Johnny kicked Barranca into a trot, and then a gentle lope. “Yeah,” he called back over his shoulder, “at least when they lay us out in those pine boxes, we’ll be clean!”
Scott laughed. Leave it to his younger brother to look on the bright side.
Murdoch’s voice boomed from beyond the closed doors. Johnny looked across at his brother, his right eyebrow arching slightly. Usually, he could read a man’s voice as well as he could read a man’s face, but when it came to their father… He shuddered slightly and took a deep breath, strangely comforted when he realized his brother had done the same thing. He reached out and opened the doors.
Together, freshly bathed and wearing clean clothes, the brothers stepped across the threshold and moved down the stairs. Murdoch was seated at his desk, leaning back slightly, his expression unreadable. The first thing Scott noted was the absence of the usual glass of scotch.
“Close the doors, please.”
Johnny felt the usual sense of panic that came with being in what he considered a confined space. He watched as Scott did as their father asked, waiting for his brother to join him before moving forward. Shoulder to shoulder, they approached their father.
“Sit,” he ordered.
Scott waited a heartbeat. Like Johnny, he hated the two chairs sitting directly in front of their father’s desk. There was no comfort in those chairs, strips of unyielding leather instead of the generous overstuffed upholstery of the other furniture within the Great Room, something -- no doubt -- his father had planned when he placed them there. It was like the damned desk; the massive piece of well-polished dark oak that served as an effective barrier between father and sons. “I’d prefer to stand, sir,” he declared, recognizing the advantage in making his father look up to him.
Johnny’s shoulders straightened. “Yeah. Me, too.”
Murdoch’s eyes narrowed as he surveyed his boys, his gaze finally settling on the eldest. And you told me I don’t have one inch of give, he mused. He shoved back his chair and stood up, nodding toward the collection of liquor bottles on the table behind the couch. Without waiting for an acknowledgement, he strode across the room; poured himself a tumbler of scotch, and a second one for his older son. “Here, then,” he said, nodding at the couch as he took his own place in the large leather chair next to the fireplace.
A smile touched the corner of Scott’s mouth. “All right,” he agreed. With a measured stride, he crossed the few feet to the table and picked up the glass. Then, knowing his brother was right behind him, he moved to the large sofa, and sat down.
Murdoch leaned slightly forward in his chair, the tumbler between his palms. He studied the drink for a time before looking up to glance at his sons. Scott appeared totally relaxed now; comfortable. Johnny was on alert, poised to run. The older man smiled. “We need to talk,” he said, his voice soft.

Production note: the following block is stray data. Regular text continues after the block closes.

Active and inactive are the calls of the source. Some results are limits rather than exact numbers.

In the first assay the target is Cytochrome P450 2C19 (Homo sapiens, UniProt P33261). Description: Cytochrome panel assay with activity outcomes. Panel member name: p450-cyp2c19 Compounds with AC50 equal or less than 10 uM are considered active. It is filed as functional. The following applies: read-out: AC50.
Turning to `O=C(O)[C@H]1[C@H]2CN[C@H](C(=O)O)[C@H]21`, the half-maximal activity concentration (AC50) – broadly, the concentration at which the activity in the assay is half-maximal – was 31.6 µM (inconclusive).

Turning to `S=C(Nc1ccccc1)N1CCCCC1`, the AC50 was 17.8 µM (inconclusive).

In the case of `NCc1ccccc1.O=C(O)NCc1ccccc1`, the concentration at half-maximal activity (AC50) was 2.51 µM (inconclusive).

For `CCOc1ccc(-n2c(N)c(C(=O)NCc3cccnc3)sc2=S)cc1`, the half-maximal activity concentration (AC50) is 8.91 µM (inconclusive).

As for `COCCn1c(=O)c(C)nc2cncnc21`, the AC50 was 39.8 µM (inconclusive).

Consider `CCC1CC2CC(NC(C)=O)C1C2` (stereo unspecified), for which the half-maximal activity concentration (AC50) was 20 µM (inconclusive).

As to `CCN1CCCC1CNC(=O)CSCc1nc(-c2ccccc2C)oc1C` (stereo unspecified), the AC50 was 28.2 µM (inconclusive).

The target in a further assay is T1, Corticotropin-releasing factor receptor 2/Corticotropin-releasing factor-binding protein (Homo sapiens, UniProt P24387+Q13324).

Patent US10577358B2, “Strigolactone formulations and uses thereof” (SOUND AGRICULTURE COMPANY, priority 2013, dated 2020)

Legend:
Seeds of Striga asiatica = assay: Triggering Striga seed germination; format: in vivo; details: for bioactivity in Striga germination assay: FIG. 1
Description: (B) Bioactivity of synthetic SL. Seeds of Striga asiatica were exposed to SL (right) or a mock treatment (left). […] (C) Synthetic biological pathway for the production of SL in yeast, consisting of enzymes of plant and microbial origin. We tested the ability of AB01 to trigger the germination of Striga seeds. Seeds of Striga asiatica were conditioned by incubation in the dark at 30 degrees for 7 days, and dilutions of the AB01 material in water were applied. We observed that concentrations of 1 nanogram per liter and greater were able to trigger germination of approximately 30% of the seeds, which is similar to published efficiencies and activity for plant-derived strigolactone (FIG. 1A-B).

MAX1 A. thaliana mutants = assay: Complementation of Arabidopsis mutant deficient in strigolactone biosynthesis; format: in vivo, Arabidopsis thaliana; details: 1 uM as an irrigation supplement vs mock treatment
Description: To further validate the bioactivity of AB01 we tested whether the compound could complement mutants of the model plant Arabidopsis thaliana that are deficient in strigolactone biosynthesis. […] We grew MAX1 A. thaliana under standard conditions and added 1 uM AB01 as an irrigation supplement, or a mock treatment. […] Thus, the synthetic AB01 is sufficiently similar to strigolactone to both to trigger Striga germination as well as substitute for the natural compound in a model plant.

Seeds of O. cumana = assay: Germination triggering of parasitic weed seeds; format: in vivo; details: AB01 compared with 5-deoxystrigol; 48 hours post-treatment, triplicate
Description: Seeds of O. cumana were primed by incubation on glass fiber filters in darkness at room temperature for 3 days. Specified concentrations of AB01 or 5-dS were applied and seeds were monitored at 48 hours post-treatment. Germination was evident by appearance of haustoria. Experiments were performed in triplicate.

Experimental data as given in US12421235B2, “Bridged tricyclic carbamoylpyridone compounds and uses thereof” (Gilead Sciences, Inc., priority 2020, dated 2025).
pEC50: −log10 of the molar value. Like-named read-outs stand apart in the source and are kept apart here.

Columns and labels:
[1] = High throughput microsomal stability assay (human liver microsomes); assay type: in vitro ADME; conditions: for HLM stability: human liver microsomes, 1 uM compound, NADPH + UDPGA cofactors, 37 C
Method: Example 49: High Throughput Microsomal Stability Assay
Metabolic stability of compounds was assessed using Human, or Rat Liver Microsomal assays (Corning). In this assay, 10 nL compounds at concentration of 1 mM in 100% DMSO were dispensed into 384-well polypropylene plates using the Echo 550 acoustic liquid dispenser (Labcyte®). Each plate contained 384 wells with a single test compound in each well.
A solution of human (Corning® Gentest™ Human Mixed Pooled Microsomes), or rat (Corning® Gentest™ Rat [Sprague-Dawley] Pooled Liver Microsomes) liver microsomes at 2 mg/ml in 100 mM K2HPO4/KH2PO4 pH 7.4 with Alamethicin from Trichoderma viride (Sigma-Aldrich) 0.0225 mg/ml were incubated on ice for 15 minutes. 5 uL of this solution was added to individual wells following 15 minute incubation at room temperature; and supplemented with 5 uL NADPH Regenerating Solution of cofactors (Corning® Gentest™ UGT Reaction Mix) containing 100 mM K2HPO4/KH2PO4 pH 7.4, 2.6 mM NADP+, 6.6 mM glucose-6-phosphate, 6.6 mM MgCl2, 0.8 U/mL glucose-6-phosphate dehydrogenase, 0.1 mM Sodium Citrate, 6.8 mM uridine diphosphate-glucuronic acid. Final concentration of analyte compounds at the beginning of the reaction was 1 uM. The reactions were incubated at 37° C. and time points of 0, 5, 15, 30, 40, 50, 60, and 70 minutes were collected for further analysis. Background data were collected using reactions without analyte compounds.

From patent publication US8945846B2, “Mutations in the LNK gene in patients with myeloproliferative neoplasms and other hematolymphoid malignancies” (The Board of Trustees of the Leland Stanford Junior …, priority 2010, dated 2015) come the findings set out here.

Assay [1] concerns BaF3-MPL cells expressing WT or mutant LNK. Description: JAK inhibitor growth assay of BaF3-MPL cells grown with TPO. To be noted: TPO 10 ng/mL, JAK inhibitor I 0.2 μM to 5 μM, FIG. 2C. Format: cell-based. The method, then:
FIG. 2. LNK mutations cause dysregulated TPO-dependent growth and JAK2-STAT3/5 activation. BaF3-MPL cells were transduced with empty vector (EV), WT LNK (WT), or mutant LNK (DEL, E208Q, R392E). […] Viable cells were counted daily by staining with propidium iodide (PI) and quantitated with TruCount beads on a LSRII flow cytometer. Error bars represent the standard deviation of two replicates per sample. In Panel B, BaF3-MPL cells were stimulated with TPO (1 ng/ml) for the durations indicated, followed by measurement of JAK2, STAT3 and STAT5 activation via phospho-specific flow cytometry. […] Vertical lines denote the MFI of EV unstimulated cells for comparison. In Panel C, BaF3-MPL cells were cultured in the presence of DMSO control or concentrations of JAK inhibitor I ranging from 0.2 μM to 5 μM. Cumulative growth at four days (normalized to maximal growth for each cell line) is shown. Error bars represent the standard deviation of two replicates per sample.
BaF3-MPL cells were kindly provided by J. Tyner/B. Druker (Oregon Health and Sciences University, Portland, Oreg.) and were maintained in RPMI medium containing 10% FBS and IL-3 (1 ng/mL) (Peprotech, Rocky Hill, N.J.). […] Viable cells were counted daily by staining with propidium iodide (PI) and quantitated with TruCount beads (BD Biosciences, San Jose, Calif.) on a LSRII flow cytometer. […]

Scott nodded. “Yes, sir, we do.” He took a small sip from his glass, his lips pursing slightly at the sting. “I’d like to apologize,” he began; looking directly into his father’s eyes when the older man started to interrupt. He raised his glass. “I was wrong to take Johnny to Sacramento, knowing you had told him that wasn’t to leave the ranch.” Turning slightly, he shared a quick smile with his brother.
There was a soft creaking of leather as Murdoch eased himself back into the deep comfort of his chair. He nodded. “Yes, son; no matter what you felt your job was as his older, smarter and better looking brother,” he tried hard to suppress the grin, the words coming with a bit of censure, “the trip was…” he hesitated, “…ill advised.”
Johnny sat in unabashed awe, watching the play between his brother and his father. He considered putting in his own two cents worth, but changed his mind; content to observe.
“I agree,” Scott nodded. “However, sir, the fact remains that your reaction to finding Johnny and I in a bordello that you seem more than a bit familiar with…” he paused, more for affect than a loss for word, “… was particularly harsh, and, quite frankly, hypocritical.” He cast a quick look at his brother. “Sanctimonious.” It was a word he had explained to Johnny in the past.
Taken aback by his son’s directness, the elder Lancer was tempted to protest. Then, mellowing, he chose a different path. “A man -- even an old man -- does have needs.”
Johnny practically choked. He wished for a drink, but knew he wasn’t going to get one; at least not from the Old Man. Reaching out, he plucked the tumbler from Scott’s hand, took a healthy swig, and handed it back.
Scott smacked his sibling’s fingers. “You’re welcome, brother!” he scolded. Turning back to his father, he came forward slightly, his elbows resting on his slim thighs. “I realize, sir,” he could feel his cheeks coloring, “that even a man your age…” He was stumbling, and knew he needed to refocus, so he began again. “I am aware that even my Grandfather has had occasional liaisons with ladies of the evening…” truth told, Harlan Garrett was still quite vigorous, “… but he did manage to do so with some measure of decorum and discretion.”